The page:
Using Redis with Drupal 9.x

Redis is a fast open-source in-memory database and cache, useful for application-level caching. For more information on this service, see the dedicated Redis page or the official Redis documentation.

Follow the instructions on this page to do one of the following:

  • Add and configure Redis for Drupal 9.x if you have deployed Drupal manually.
  • Fine-tune your existing configuration if you have deployed Drupal 9 using a template.

Before you begin 

You need:

You also need a settings.platformsh.php file from which you can manage the configuration of the Redis service. If you installed Drupal 9 with a template, this file is already present in your project.

Note that, by default, Redis is an ephemeral service. This means that the Redis storage isn’t persistent and that data can be lost when a container is moved, shut down or when the service hits its memory limit.

To solve this, you can change the service type to persistent Redis (redis-persistent). Alternatively, you can clean the cache each time your app starts via the start key in your web configuration.

Add a Redis service 

1. Configure the service 

To define the service, use the redis type for ephemeral Redis :

    type: redis:<VERSION>

Alternatively, use the redis-persistent type for persistent Redis:

    type: redis-persistent:<VERSION>
    disk: 256

Persistent Redis requires a disk to store data.

Note that if you later change the name, it’s treated as an entirely new service. This removes all data from your service. Always backup your data before changing the service.

2. Add the relationship 

To define the relationship, use the redis endpoint :

You can define <SERVICE_NAME> and <RELATIONSHIP_NAME> as you like, but it’s best if they’re distinct.

For PHP, enable the extension for the service:
        - redis

Ephemeral Redis example configuration

Service definition

    type: redis:7.0

App configuration
    rediscache: "cacheredis:redis"

        - redis

Persistent Redis example configuration

Service definition

  type: redis-persistent:7.0
  disk: 256

App configuration
  redisdata: "data:redis"

      - redis

3. Add the Drupal module 

To add the Redis module to your project, run the following command:

composer require drupal/redis

Then commit the resulting changes to your composer.json and composer.lock files.

Configure your Redis service 

To configure your Redis service, follow these steps:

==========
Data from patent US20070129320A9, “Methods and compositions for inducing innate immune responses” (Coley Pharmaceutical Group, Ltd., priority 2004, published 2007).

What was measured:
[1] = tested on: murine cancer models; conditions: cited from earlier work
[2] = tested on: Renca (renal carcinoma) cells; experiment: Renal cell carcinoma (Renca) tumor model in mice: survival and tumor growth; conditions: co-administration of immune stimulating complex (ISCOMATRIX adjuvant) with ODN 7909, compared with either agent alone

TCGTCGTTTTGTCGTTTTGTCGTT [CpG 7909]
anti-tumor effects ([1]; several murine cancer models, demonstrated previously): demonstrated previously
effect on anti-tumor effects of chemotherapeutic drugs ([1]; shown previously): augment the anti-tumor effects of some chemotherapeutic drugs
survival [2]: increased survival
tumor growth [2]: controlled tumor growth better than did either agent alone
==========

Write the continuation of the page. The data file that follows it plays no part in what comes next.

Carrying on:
1. Add the following code at the top of your settings.platformsh.php file:

     $platformsh = new \Platformsh\ConfigReader\Config();
     if (!$platformsh->inRuntime()) {
  2. Add the following code at the end of the file:

    // Enable Redis caching.
     if ($platformsh->hasRelationship('rediscache') && !InstallerKernel::installationAttempted() && extension_loaded('redis')) {
       $redis = $platformsh->credentials('rediscache');
       // Set Redis as the default backend for any cache bin not otherwise specified.
       $settings['cache']['default'] = 'cache.backend.redis';
       $settings['redis.connection']['host'] = $redis['host'];
       $settings['redis.connection']['port'] = $redis['port'];
       // You can leverage Redis by using it for the lock and flood control systems 
       // and the cache tag checksum. 
       // To do so, apply the following changes to the container configuration.
       // Alternatively, copy the contents of the modules/contrib/redis/ file 
       // to your project-specific services.yml file.
       // Modify the contents to fit your needs and remove the following line.
       $settings['container_yamls'][] = 'modules/contrib/redis/';
       // Allow the services to work before the Redis module itself is enabled.
       $settings['container_yamls'][] = 'modules/contrib/redis/';
       // To use Redis for container cache, add the classloader path manually.
       $class_loader->addPsr4('Drupal\\redis\\', 'modules/contrib/redis/src');
       // Use Redis for container cache.
       // The container cache is used to load the container definition itself.
       // This means that any configuration stored in the container isn't available
       // until the container definition is fully loaded.
       // To ensure that the container cache uses Redis rather than the
       // default SQL cache, add the following lines.
       $settings['bootstrap_container_definition'] = [
         'parameters' => [],
         'services' => [
           'redis.factory' => [
             'class' => 'Drupal\redis\ClientFactory',
           'cache.backend.redis' => [
             'class' => 'Drupal\redis\Cache\CacheBackendFactory',
             'arguments' => ['@redis.factory', '@cache_tags_provider.container', '@serialization.phpserialize'],
           'cache.container' => [
             'class' => '\Drupal\redis\Cache\PhpRedis',
             'factory' => ['@cache.backend.redis', 'get'],
             'arguments' => ['container'],
           'cache_tags_provider.container' => [
             'class' => 'Drupal\redis\Cache\RedisCacheTagsChecksum',
             'arguments' => ['@redis.factory'],
           'serialization.phpserialize' => [
             'class' => 'Drupal\Component\Serialization\PhpSerialize',

    You can customize your configuration further using the inline comments from this example configuration. For more information on possible configuration options, see the README.txt file delivered with the Redis module or the official Redis documentation.

Verify Redis is running 

To verify that Redis is running, run the following command:

platform ssh 'echo $PLATFORM_RELATIONSHIPS | base64 --decode | json_pp'

In the output, retrieve the value of the host property for your Redis relationship.

Then, run the following command:

platform ssh -- redis-cli -h HOST info

The output produces information and statistics about Redis, showing that the service is up and running.